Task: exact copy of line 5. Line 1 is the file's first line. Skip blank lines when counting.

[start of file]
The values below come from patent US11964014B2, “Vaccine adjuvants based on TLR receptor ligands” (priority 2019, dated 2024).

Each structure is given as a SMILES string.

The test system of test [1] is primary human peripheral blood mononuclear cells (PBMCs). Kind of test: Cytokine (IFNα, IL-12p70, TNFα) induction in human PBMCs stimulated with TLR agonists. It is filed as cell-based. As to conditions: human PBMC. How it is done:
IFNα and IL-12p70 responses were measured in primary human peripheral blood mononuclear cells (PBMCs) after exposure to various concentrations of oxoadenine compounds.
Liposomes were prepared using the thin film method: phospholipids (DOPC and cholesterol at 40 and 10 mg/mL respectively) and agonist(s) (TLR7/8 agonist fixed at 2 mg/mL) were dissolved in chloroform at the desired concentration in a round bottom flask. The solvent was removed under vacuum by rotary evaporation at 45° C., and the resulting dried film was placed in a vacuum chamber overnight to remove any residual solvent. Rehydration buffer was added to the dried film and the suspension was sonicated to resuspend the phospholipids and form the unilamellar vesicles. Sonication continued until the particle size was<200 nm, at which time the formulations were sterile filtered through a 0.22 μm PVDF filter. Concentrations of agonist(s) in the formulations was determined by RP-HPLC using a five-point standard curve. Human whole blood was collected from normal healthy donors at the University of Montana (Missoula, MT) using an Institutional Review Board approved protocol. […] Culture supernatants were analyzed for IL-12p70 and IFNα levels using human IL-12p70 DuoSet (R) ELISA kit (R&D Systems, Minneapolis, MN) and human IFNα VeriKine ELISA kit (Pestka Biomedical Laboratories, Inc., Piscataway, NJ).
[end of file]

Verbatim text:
Liposomes were prepared using the thin film method: phospholipids (DOPC and cholesterol at 40 and 10 mg/mL respectively) and agonist(s) (TLR7/8 agonist fixed at 2 mg/mL) were dissolved in chloroform at the desired concentration in a round bottom flask. The solvent was removed under vacuum by rotary evaporation at 45° C., and the resulting dried film was placed in a vacuum chamber overnight to remove any residual solvent. Rehydration buffer was added to the dried film and the suspension was sonicated to resuspend the phospholipids and form the unilamellar vesicles. Sonication continued until the particle size was<200 nm, at which time the formulations were sterile filtered through a 0.22 μm PVDF filter. Concentrations of agonist(s) in the formulations was determined by RP-HPLC using a five-point standard curve. Human whole blood was collected from normal healthy donors at the University of Montana (Missoula, MT) using an Institutional Review Board approved protocol. […] Culture supernatants were analyzed for IL-12p70 and IFNα levels using human IL-12p70 DuoSet (R) ELISA kit (R&D Systems, Minneapolis, MN) and human IFNα VeriKine ELISA kit (Pestka Biomedical Laboratories, Inc., Piscataway, NJ).